Surge in second charge mortgage lending

Christina Hoghton
Written By:
Christina Hoghton

Homeowners are choosing to improve rather than move, and taking second charge deals to fund extensions and other home improvement projects

The second charge mortgage market experienced a rise in new business volumes of 24% in February, according to the Finance & Leasing Association.

It recorded 2,163 new second charge mortgage agreements over the month worth £98m.

Fiona Hoyle, head of consumer and mortgage finance at the Finance & Leasing Association (FLA), said: “In February, the second charge mortgage market reported its strongest rate of new business volumes growth since May 2017.

“The popularity of second charge mortgages continues to grow as people opt to improve, rather than move.”

What is a second charge mortgage?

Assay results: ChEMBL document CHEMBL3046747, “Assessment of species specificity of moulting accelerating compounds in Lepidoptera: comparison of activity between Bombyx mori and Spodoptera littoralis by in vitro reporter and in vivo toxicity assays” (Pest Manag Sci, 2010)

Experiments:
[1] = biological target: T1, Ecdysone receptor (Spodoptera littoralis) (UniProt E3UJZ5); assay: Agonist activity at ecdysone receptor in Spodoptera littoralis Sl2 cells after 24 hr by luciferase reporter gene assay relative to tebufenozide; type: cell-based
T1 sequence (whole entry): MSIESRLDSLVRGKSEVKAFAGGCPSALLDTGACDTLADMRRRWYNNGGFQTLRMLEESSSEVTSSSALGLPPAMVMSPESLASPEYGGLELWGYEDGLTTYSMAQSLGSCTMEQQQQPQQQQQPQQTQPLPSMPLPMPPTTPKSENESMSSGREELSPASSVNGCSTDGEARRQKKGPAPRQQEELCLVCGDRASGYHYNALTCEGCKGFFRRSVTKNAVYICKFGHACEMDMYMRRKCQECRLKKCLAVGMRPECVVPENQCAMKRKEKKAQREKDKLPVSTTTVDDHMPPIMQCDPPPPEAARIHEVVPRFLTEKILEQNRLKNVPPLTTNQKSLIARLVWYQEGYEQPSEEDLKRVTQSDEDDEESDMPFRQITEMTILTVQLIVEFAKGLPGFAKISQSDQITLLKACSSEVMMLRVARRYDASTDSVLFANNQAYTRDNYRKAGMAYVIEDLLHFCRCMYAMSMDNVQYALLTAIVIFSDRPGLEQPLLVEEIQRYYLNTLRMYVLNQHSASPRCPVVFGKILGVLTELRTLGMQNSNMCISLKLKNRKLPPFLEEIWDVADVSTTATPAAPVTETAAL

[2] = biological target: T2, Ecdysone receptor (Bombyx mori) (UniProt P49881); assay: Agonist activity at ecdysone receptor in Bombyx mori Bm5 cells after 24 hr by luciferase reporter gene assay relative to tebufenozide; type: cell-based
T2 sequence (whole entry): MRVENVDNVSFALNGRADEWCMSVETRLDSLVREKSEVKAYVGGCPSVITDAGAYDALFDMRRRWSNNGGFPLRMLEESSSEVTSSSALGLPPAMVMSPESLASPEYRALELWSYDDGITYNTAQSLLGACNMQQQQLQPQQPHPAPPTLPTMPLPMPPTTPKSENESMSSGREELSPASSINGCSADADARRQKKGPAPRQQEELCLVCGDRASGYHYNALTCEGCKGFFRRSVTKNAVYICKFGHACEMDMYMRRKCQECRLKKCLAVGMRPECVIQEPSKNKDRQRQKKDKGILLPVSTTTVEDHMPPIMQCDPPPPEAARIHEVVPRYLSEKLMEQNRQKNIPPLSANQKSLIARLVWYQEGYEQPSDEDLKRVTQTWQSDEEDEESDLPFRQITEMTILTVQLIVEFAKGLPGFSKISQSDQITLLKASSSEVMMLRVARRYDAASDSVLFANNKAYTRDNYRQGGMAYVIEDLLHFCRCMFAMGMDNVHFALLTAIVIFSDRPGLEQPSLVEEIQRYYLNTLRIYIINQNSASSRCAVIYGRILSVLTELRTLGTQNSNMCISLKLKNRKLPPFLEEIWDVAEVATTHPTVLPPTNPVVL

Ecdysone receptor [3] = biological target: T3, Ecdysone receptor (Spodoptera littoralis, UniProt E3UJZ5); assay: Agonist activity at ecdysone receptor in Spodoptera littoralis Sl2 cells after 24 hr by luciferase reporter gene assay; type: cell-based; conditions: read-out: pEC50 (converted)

A second charge mortgage is a loan borrowed against your home, on top of your existing mortgage.

A mortgage is the ‘first charge’ against your home. As the loan is secured against your property, you need to have enough equity in your home to support the loan.

If you were ever to fall behind on your repayments and, ultimately, have your home repossessed and sold, the ‘first charge’ mortgage lender would get their money back first, and the ‘second charge’ lender would be paid back after the mortgage and potentially other secured loans have been repaid.

As the second lender is taking a higher risk, second charge loans are charged at higher interest rates than mortgages (first charge loans). But they are cheaper than unsecured personal loans.

They are useful for borrowers who want to make home improvements or consolidate debt for example, but who do not want to, or cannot, remortgage their first charge mortgage.

This might be because they have a highly competitive interest rate they do not want to lose, or perhaps because they would be subject to Early Repayment Charges if they remortgaged now. It could also be that they are not eligible to remortgage, due to their equity stake, credit status or affordability.

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